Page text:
Remember how worried everyone was when video games first came out? Remember the headlines? VIDEO GAMES WILL ROT YOUR CHILD'S BRAIN! This just in: video games made me what I am today, and I'm a happy, well-adjusted creative person with an awesome job. The Author's Video Game History My first video game was Ultima II on an Apple 2+ with a green monitor. It was 1980. I was ten years old. Before that, I had played Pong and Atari's Space Invaders and Asteroids and PacMan, but I was never a fan of TV-console or arcade action games. My sister liked those. I liked sitting in front of a computer, and I liked role playing games (RPGs). I liked saving my game on a disk and having inventories of stuff and keeping track of money earned and lost, and clues. I loved clues. Between the ages of 11 and 14, I spent a lot of time trying to solve Ultima II, and killing stick figure orcs, and searching the cloth map I had tacked to the wall above the computer to find the answers to the riddles posed. This was problem solving at its best. Make no mistake - my room was cleaned (READ: lots of clothing stuffed under my bed) and my chores were done, and my homework was finished. For me, video games came after learning basic human responsibilities. Up until the time we got the Apple 2+, my best friend and I played in her stream and caught crayfish, or climbed trees and built tree houses. I read books into the night, concealed in my closet with the light on, long after the rest of my family was asleep. And I was always an imaginative child, excelled in school, read above my grade level, and had an insatiable interest in math. But then....I got my first RPG. We played for hours on end. We'd cramp ourselves into my basement on sunny days and play for marathon overnight sessions during the summer, in order to raise our magic points so we could cast new spells. We'd get our asses kicked by bands of roving thieves and have to start over where we last saved, until we finally figured out how to win. You get the picture. We were hooked. I remember dreaming in green stick figures. This did me way more good than harm. For those ready to pounce on the fact that I've admitted to a healthy outdoor crayfish-catching existence pre-Ultima II, let me say this: most other teenage kids in the early 1980s were watching TV all day. More specifically, MTV. So, as far as I can see, as a girl growing up during a time of slutty-is-good-because-it's-what-ZZ-Top-likes-in-their-videos, I was lucky to avoid the more socially acceptable road. Yes, that made me weird. Whatever. I didn't care. Once I got home from school, I'd be back in Ultima II, and there were orcs to kill. Better still, playing RPGs made me want to make RPGs. I'd gone to computer camp (Yes. Geek. I know.) and knew how to program. I built my first game when I was 13. It started as a tablet full of flow charts and sketches and lines of code. It was very basic, and the graphics were horrible, but it told a story, required players to solve riddles, and rewarded those who got to the end with some of the lamest green fireworks the world has ever seen. But it was mine. Before I made it, it didn't exist. This feeling is what brought me here - to my present day life as a writer at 38. It's what took me to art school, and what took me to the farm in Ireland where, before I planted them, those potatoes didn't exist, and before I hatched them, those chickens didn't exist, either. Let's call it a creative complex - the love of making new things. But to take it one step further - could I have lived self-sufficiently on that farm, or forged my way into a writing career without those well-honed problem solving skills? Who gets credit for those? My parents. My teachers. My RPGs. Seriously. I'm not just saying this. It's true. At times, I have been addicted to RPGs. Most notably in 1997, when I was addicted to Daggerfall. I'm not kidding when I tell you that we played that game for four months straight. We did. It's how we got through our first winter on the farm. We had no central heat, no TV, a limited amount of food, and we'd just bought our first 'real' computer - a 486 PC with 8 whole megs of RAM. We bundled ourselves into my little office with an oil-filled electric heater, and played non-stop. The game was mind-blowing. I loved it. I loved it so much I eventually had to stop playing it. At the time, I was writing my third novel and we only had one computer. So, it's safe to say I - uh - wasn't writing my third novel. When the internet came along, and I eventually got connected by something other than Irish dial-up, which was slower than my five-year-old takes to put on her sneakers, I went to see some (really amazing) internet-based RPGs. And then I ran screaming. No way was I getting anywhere near this stuff. I was writing my seventh novel, was close to finding an agent, and was not going to let anything distract me. But in a way, it was sad. I am a child of video games. Some of the RPGs out there right now are what I daydreamed about in 1980. I was MADE to play these games. But there are times to play and times not to play**. Up until last night, it was not time to play. **Though I'm not saying being a serious writer and game playing are mutually exclusive. It was a video game that inspired a (very important) portion of my novel The Dust of 100 Dogs. What Happened Last Night When I saw Cynthia Leitich Smith was going to be appearing at the American Library Association's main stage in Second Life, I figured it was about time I checked out this Second Life thing. I'd heard about it. I'd even heard about authors who were using it as promotion, but I knew I was susceptible to RPG addiction, and also, since I last played games, my life has changed quite a bit (READ: two kids, real writing career & other life responsibilities.) But I decided I'd join, and have a look at the event, because I love Cynthia's blog and her reviews, and I was curious how an author could have an event in Second Life. Because I am a child of RPGs, I caught on to the interface rather quickly, and I showed up for the event at 8PM EDT to find a crowd of about ten people, who were really friendly and obviously, interested in the same sort of stuff I was. (Remember, this was an author event at the ALA main stage!) Mostly, these were very cool librarians. Cynthia put on a great presentation for about 40 minutes (no different really, than a regular talk in First Life) and then opened a Q&A time for 20 minutes, where we introduced ourselves and asked a few questions about Tantalize, and the upcoming books in the series. After the talk, the organizers stuck around and broke down the set and when I complained that I was a total noob and hated the lame suit my character was wearing, I was given a comfy pair of faded jeans and a READ BANNED BOOKS t-shirt. So maybe what I'm about to say makes me a complete geek, but LAST NIGHT WAS ONE OF THE COOLEST THINGS EVER. Okay, so I'm easy to impress. I'm still wowed by the internet (which is a far cry from the Apple 2+ modem, which is the size of a small dog and pretty useless.) Seriously. A cyber author event? Sign me up. It was so awesome, I can't wait to do one myself. And I dreamed in Second Life last night. Does this mean I might get addicted? Probably not. Does it mean I might rot what's left of my middle-aged brain? Maybe. Does it mean that I might - oh no - say it ain't so - waste some time? Yes. It does. So far, wasting a little time playing video games has done nothing but good things for me. Anyway, I work too hard and pressure myself too much. It's about time I had some fun.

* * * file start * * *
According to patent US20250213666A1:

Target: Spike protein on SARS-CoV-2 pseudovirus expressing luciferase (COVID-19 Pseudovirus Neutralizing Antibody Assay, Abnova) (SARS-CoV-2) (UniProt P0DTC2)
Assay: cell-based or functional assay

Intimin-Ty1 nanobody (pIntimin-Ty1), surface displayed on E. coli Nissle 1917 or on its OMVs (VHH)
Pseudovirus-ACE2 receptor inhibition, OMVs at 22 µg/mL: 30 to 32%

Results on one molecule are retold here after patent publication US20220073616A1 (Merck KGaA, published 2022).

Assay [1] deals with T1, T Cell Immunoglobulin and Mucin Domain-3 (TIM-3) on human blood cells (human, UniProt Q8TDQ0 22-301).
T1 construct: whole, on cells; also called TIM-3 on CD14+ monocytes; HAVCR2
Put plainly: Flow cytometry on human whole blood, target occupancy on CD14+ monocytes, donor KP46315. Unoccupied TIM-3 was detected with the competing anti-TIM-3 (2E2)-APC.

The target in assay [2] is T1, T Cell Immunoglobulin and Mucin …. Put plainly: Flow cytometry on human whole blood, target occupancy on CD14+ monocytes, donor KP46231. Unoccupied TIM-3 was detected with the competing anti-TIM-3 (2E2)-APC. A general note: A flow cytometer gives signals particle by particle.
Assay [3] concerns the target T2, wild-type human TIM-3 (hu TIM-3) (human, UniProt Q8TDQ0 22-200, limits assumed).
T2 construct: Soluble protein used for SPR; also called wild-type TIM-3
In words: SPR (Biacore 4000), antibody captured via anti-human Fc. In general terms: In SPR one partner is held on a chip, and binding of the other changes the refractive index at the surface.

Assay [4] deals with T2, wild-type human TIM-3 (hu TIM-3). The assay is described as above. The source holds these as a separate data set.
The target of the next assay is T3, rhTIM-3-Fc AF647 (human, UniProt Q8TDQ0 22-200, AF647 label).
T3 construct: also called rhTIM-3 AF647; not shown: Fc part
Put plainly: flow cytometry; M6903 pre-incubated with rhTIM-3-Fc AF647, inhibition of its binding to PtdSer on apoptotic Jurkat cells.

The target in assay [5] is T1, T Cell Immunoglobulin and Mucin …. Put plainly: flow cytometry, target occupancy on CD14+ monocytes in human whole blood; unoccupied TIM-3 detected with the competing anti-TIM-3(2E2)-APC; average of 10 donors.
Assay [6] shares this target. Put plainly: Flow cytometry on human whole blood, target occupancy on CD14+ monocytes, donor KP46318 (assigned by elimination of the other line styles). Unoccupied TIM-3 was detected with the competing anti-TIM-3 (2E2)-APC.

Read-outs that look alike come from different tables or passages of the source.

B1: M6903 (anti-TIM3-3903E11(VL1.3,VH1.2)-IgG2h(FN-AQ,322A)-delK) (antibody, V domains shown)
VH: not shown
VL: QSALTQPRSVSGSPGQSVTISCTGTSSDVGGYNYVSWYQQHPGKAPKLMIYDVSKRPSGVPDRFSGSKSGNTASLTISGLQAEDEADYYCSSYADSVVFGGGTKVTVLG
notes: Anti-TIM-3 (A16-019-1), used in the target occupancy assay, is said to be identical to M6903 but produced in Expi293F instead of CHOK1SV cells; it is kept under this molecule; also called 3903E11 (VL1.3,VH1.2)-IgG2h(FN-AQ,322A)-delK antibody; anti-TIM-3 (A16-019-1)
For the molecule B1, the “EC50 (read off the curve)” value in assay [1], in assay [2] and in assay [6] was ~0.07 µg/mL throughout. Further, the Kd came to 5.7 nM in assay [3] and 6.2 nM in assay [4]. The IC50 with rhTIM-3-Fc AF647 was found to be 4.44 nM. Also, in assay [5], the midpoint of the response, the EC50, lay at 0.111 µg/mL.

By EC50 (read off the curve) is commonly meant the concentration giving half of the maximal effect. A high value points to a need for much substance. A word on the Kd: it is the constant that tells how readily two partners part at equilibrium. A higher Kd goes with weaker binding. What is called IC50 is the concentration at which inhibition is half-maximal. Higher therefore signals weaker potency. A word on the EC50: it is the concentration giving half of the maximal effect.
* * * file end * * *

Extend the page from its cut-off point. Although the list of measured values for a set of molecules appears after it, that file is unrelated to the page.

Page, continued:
Wednesday, October 8, 2008